Fat molecules are composed of three fatty acids bonded to a glycerol molecule. A fatty acid is a carboxylic acid group with a hydrocarbon chain attached. Fat molecules are collectively known as triglycerides because of their composition.
The specific name and classification of a fat molecule is derived from the type of hydrocarbons attached to it. Saturated fat molecules have hydrocarbon chains comprised entirely of single bonded carbons. They are solid at room temperature and are usually found in the fat stores of animals. Unsaturated fat molecules contain at least one double bond somewhere between the carbons of the hydrocarbon chains. They are liquid at room temperature and are typically found in the form of oils found in plants.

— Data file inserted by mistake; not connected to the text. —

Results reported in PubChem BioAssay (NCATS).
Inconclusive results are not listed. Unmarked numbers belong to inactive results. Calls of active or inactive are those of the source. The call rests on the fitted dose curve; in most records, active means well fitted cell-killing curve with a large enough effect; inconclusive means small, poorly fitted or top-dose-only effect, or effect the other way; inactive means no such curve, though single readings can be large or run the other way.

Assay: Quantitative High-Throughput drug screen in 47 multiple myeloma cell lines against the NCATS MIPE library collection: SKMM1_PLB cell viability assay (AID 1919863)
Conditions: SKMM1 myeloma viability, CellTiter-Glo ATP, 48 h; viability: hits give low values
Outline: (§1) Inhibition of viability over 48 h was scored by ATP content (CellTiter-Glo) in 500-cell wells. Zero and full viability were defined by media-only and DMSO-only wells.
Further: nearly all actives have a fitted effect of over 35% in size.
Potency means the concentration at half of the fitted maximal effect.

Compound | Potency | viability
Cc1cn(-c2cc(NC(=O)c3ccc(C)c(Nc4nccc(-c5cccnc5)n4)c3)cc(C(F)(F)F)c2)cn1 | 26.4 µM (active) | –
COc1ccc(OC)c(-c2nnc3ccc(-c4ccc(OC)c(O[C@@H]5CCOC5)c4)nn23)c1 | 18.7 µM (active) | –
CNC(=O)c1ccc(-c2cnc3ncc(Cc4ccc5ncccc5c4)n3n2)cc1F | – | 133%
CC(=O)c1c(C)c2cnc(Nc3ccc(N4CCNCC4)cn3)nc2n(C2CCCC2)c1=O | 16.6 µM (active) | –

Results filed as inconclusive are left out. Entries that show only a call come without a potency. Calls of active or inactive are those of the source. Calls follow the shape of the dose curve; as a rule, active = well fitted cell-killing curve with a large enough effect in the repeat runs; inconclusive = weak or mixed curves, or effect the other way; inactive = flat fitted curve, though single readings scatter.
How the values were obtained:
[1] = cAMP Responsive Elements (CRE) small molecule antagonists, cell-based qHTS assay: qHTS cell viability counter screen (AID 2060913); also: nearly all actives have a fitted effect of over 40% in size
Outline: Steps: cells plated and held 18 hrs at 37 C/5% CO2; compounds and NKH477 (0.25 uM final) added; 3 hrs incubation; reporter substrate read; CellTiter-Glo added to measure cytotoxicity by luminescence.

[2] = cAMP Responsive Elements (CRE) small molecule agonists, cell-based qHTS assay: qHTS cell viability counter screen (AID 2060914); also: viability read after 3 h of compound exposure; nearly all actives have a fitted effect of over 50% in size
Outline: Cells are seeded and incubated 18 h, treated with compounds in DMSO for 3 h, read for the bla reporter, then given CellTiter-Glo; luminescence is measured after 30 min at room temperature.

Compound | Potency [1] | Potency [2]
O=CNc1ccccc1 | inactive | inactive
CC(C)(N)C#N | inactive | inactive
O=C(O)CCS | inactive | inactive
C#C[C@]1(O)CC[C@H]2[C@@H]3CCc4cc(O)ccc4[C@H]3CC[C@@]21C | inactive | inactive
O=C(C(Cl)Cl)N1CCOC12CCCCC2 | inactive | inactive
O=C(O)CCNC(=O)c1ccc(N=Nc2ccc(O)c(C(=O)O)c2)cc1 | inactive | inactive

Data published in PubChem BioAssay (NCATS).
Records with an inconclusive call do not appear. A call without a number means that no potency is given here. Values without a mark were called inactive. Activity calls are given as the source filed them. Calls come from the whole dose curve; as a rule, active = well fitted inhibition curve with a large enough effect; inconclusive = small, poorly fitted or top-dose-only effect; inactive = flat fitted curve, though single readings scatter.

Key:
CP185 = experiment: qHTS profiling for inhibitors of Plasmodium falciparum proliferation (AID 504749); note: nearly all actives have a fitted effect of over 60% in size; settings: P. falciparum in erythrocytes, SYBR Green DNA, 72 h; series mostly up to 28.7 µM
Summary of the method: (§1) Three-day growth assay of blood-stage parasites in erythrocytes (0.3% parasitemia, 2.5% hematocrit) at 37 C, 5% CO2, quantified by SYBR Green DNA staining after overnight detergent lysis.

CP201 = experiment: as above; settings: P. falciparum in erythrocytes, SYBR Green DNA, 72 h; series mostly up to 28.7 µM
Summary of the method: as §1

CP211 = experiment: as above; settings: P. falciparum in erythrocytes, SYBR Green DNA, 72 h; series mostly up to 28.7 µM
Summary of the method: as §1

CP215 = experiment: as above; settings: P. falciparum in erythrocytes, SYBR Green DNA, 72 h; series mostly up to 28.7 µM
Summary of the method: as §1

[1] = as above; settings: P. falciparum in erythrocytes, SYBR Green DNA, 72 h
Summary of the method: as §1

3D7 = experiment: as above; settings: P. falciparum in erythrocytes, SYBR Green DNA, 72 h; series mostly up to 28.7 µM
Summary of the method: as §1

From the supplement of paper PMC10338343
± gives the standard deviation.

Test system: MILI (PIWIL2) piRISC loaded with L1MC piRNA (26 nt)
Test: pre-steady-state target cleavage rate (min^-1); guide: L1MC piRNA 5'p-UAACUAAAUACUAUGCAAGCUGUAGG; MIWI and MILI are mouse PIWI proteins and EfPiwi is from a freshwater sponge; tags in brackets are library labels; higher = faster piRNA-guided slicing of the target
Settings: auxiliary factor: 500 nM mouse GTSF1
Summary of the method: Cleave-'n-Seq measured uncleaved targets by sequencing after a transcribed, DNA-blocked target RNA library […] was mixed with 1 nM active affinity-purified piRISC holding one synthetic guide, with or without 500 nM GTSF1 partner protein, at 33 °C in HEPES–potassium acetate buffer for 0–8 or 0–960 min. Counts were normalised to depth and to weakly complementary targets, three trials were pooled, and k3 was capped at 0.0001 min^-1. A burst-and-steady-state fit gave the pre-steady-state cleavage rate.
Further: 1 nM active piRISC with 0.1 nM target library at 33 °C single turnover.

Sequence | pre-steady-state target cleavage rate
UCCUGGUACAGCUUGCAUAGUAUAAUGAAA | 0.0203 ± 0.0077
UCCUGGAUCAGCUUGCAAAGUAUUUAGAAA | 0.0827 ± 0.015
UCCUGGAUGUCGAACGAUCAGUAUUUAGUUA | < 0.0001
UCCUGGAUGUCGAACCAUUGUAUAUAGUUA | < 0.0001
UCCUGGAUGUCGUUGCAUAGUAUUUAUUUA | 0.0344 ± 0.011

Other physical and chemical properties, besides the state of matter, of fat molecules also differ significantly depending on whether it is a saturated or unsaturated fat. Saturated fats are fairly linear molecules that are found stacked on top of each other. This increases their melting points and makes some harder to breakdown.
Unsaturated fats contain a bend in their molecular structure because of the double bond or bonds found in their hydrocarbon chains. This prevents the molecules from stacking up together and gives them a lower melting point. Because fats can only release energy if they are broken down, it is better to have a structure that is less restricted by intermolecular forces and surrounding molecules, which is why unsaturated fats are considered healthier.